In this episode of Sustainable Dish, we chat with Brandon Howley of Happy Hollow Beef, a multi-generation ranch in East Texas outside of Dallas. The founder of Happy Hollow is Chuck Howley, an NFL star who is heralded by many as one of the greatest linebackers in Dallas Cowboys history. After serving in the military, Brandon returned to the family ranch.
One of Brandon’s first goals for the family ranch was to explore grass-finished beef and direct marketing to local consumers. Although transitioning to grass-finished beef may seem like a matter of simply changing what the cattle eat, it can be a far more complex process.
One of the first major hurdles that an operation has to tackle is figuring out whether the farm can produce enough forage to finish animals on grass alone. This often leads producers to adopt management intensive grazing, also called holistic planned grazing, multi paddock grazing, or rotational grazing. By limiting cattle’s access to pasture, producers can encourage cattle to eat forages that they would not have otherwise consumed. This increases overall grazing efficiency and makes better use of the pastures. It also facilitates better psature diversity by preventing cattle from selecting only the forages they like most.
This grazing system also enables pastures to have adequate rest so that they can regrow and continue to provide forage to livestock throughout the year. The goal of many grass-finishing operations is to adopt a grazing plan that leads to grazing on as many days of the year as possible. Depending on where a producer is located, it may be necessary to feed hay during the winter months. But with careful grazing management, many producers stockpile forage to graze well into winter.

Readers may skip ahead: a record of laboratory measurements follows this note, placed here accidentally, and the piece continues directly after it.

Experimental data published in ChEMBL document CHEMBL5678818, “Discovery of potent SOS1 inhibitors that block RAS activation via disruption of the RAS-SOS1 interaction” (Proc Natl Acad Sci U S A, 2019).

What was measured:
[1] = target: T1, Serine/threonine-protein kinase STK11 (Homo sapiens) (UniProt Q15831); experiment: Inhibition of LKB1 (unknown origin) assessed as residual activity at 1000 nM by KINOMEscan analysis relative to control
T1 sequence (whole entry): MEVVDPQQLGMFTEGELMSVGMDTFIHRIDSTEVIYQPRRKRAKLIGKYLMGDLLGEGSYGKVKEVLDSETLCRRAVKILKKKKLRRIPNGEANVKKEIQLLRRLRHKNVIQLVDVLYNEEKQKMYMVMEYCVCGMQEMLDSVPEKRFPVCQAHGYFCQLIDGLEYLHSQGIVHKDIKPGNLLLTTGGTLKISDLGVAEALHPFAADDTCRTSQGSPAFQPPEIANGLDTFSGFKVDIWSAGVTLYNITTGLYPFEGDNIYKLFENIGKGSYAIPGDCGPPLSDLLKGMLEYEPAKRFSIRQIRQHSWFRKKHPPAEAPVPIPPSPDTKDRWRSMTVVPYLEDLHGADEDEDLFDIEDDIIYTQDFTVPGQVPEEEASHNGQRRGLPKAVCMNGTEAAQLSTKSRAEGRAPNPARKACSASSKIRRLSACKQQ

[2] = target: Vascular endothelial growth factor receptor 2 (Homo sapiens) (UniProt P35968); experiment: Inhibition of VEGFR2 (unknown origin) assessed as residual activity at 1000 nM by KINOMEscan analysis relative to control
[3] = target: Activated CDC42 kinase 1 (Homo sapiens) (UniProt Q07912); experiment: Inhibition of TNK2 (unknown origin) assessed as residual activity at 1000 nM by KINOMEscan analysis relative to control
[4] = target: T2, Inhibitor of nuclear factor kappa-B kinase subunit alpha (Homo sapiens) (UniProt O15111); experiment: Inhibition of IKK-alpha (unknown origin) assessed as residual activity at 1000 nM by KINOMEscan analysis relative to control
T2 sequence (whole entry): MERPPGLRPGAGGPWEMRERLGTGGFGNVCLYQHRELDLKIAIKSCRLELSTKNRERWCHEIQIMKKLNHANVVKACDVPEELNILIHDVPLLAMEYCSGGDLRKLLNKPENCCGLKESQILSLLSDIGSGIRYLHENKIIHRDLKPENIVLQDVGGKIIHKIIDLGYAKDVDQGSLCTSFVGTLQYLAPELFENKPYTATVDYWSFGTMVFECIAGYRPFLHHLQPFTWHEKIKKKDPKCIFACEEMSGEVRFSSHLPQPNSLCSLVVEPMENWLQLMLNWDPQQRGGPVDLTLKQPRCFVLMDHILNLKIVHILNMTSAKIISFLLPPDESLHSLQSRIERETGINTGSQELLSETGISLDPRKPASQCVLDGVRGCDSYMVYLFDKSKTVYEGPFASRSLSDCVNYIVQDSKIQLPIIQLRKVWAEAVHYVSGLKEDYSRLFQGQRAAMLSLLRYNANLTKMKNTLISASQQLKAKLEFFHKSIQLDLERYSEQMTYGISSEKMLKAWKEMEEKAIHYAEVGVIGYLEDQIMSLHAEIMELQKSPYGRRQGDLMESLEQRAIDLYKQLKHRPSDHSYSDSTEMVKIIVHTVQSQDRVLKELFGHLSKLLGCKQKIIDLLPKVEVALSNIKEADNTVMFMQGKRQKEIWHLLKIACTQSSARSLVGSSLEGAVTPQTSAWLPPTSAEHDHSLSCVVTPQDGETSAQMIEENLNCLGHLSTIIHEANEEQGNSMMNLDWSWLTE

Brandon also shares with us how his family has evaluated the type of cattle that they raise in their new grass-finishing program. Not all breeds of cattle have been selected to finish on grass alone. Even within the same breed, some animals seem to thrive more readily on a grass-based diet while others may not gain the same amount of weight or finish as quickly.
Finding access to a processor that services independent farms who don’t sell to a major packer has also been a challenge that Brandon has had to navigate. This is one of the biggest bottlenecks for meat producers who sell directly to consumers, restaurants, and other alternative channels. The pandemic has made access to processing even more challenging as processors deal with labor shortages and a major uptick in demand from beef producers. With grocery store shelves empty, many consumers are turning to local farmers to meet their grocery needs. Although this increase in demand for local food is wonderful, it’s only as good as farmers’ ability to process enough animals to provide an adequate supply. The Howleys are exploring a number of possible solutions to their processing bottlenecks including constructing a processing facility on the premises.
Finally, we chat about some of the social aspects of converting to a grass-finishing operation and the funny looks from neighbors that often comes with it. This hasn’t deterred Brandon from reaching out to the local community to promote local food and more awareness about how well managed cattle offer countless benefits. As part of his effort to convert the family operation to a grass-finishing program, Howley is working with the Dallas Independent School District in a program that helps students learn about raising cattle. The carcasses are then provided to the local culinary school to facilitate butchery education.
Enjoy the show!